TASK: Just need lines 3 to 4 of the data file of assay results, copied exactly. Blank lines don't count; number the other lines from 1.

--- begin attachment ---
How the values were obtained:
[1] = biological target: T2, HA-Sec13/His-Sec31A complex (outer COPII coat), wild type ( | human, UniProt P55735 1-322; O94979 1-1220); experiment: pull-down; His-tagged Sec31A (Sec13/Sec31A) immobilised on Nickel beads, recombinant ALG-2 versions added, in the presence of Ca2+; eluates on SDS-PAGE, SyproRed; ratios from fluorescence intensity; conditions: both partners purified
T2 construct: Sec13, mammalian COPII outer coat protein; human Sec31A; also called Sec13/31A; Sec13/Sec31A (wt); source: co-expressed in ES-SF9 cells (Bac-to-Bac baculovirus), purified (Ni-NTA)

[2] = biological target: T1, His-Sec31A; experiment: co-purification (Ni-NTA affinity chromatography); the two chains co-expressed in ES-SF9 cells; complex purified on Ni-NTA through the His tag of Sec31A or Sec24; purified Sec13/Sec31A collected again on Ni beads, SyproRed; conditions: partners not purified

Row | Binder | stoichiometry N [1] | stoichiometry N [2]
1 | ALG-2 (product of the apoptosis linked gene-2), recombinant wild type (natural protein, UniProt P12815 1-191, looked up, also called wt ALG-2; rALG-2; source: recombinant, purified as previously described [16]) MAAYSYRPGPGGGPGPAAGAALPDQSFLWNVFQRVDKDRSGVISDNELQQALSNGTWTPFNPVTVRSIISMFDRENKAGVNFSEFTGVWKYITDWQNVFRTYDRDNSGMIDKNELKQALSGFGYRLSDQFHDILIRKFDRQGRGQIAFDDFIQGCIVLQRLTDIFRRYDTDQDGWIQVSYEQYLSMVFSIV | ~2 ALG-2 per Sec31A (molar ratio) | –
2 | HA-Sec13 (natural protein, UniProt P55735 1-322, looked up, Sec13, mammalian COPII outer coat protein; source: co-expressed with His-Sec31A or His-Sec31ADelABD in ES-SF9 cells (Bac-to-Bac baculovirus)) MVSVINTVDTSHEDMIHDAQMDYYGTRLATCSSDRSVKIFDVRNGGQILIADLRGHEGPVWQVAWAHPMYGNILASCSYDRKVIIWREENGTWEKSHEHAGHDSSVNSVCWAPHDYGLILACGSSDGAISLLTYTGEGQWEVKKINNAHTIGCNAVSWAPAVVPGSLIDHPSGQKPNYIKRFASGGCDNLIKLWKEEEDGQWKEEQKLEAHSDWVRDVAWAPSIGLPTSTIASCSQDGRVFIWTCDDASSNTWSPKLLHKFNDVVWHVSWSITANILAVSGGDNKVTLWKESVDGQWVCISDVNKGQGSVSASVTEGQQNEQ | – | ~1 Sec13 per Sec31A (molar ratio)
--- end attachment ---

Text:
T2 construct: Sec13, mammalian COPII outer coat protein; human Sec31A; also called Sec13/31A; Sec13/Sec31A (wt); source: co-expressed in ES-SF9 cells (Bac-to-Bac baculovirus), purified (Ni-NTA)

[2] = biological target: T1, His-Sec31A; experiment: co-purification (Ni-NTA affinity chromatography); the two chains co-expressed in ES-SF9 cells; complex purified on Ni-NTA through the His tag of Sec31A or Sec24; purified Sec13/Sec31A collected again on Ni beads, SyproRed; conditions: partners not purified